A lymphatic route for a hyperbranched heteroglycan from Radix Astragali to trigger immune responses after oral dosing

Quanwei Zhang, Lifeng Li, Shuang Hao, Man Liu, Chuying Huo, Jianjun Wu, Hongbing Liu, Wanrong Bao, Hongming Zheng, Zhipeng Li, Huiyuan Cheng, Hauyee Fung, Tinlong Wong, Pingchung Leung, Shunchun Wang, Ting Li, Ge Zhang, Min Li, Zhongzhen Zhao, Wei JiaZhaoxiang Bian, Timothy Mitchison, Jingchao Zhang*, Aiping Lyu*, Quanbin Han*, Handong Sun

*Corresponding author for this work

Research output: Contribution to journalJournal articlepeer-review

6 Citations (Scopus)

Abstract

Gut barrier makes a huge research gap between in vivo and in vitro studies of orally bioactive polysaccharides: whether/how they contact the related cells in vivo. A hyperbranched heteroglycan RAP from Radix Astragali, exerting antitumor and immunomodulatory effects in vitro and in vivo, is right an example. Here, we determined first that RAP's antitumor activity is immune-dependent. Being undegraded and non-absorbing, RAP quickly entered Peyer's patches (PPs) in 1 h where it directly targeted follicle dendritic cells and initiated antitumor immune responses. RAP was further delivered to mesenteric lymph node, bone marrow, and tumor. By contrast, the control Dendrobium officinale polysaccharide did not enter PPs. These findings revealed a blood/microbiota-independent and selective lymphatic route for orally administrated RAP to directly contact immune cells and trigger antitumor immune responses. This route bridges the research gap between the in vitro and in vivo studies and might apply to many other bioactive polysaccharides.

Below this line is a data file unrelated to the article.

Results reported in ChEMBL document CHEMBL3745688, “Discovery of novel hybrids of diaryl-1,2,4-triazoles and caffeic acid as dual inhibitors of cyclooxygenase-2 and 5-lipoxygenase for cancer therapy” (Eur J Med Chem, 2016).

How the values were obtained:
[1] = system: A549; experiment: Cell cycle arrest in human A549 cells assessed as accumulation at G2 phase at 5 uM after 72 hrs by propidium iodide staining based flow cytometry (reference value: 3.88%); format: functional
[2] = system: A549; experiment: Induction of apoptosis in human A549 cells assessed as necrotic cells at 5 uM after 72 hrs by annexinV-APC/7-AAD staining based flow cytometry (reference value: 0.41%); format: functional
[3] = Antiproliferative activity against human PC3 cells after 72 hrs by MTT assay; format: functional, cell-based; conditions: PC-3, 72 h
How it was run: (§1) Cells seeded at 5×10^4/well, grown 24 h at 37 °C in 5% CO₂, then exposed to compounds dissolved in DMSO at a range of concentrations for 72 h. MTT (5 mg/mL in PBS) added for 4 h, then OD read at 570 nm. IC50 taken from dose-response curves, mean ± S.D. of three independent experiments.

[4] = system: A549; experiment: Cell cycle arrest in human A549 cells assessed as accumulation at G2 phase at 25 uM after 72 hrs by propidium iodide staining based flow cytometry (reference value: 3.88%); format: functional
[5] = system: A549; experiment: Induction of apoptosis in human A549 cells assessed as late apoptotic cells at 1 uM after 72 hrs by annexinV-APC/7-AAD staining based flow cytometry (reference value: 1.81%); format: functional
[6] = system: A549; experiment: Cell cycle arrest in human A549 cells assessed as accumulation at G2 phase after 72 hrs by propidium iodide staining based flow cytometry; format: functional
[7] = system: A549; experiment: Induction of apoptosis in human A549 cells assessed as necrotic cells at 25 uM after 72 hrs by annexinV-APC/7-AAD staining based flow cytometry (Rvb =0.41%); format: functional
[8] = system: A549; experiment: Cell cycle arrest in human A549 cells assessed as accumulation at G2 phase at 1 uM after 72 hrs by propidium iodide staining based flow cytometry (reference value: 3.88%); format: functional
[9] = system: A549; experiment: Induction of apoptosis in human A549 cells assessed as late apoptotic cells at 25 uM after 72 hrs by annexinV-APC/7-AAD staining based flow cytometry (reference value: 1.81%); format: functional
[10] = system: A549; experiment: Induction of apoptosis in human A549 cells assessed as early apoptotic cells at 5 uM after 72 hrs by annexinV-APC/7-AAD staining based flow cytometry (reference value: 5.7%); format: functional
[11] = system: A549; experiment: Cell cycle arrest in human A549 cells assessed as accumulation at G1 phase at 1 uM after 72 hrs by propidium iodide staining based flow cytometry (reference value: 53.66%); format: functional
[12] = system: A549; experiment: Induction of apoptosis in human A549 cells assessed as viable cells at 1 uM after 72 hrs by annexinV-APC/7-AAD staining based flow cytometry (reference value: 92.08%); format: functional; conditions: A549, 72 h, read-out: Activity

Original languageEnglish
Article number119653
Number of pages12
JournalCarbohydrate Polymers
Volume292
DOIs
Publication statusPublished - 15 Sept 2022

Scopus Subject Areas

  • Materials Chemistry
  • Polymers and Plastics
  • Organic Chemistry

User-Defined Keywords

  • Antitumor immune responses
  • Intact
  • Polysaccharide
  • Radix Astragali
  • Targeting route

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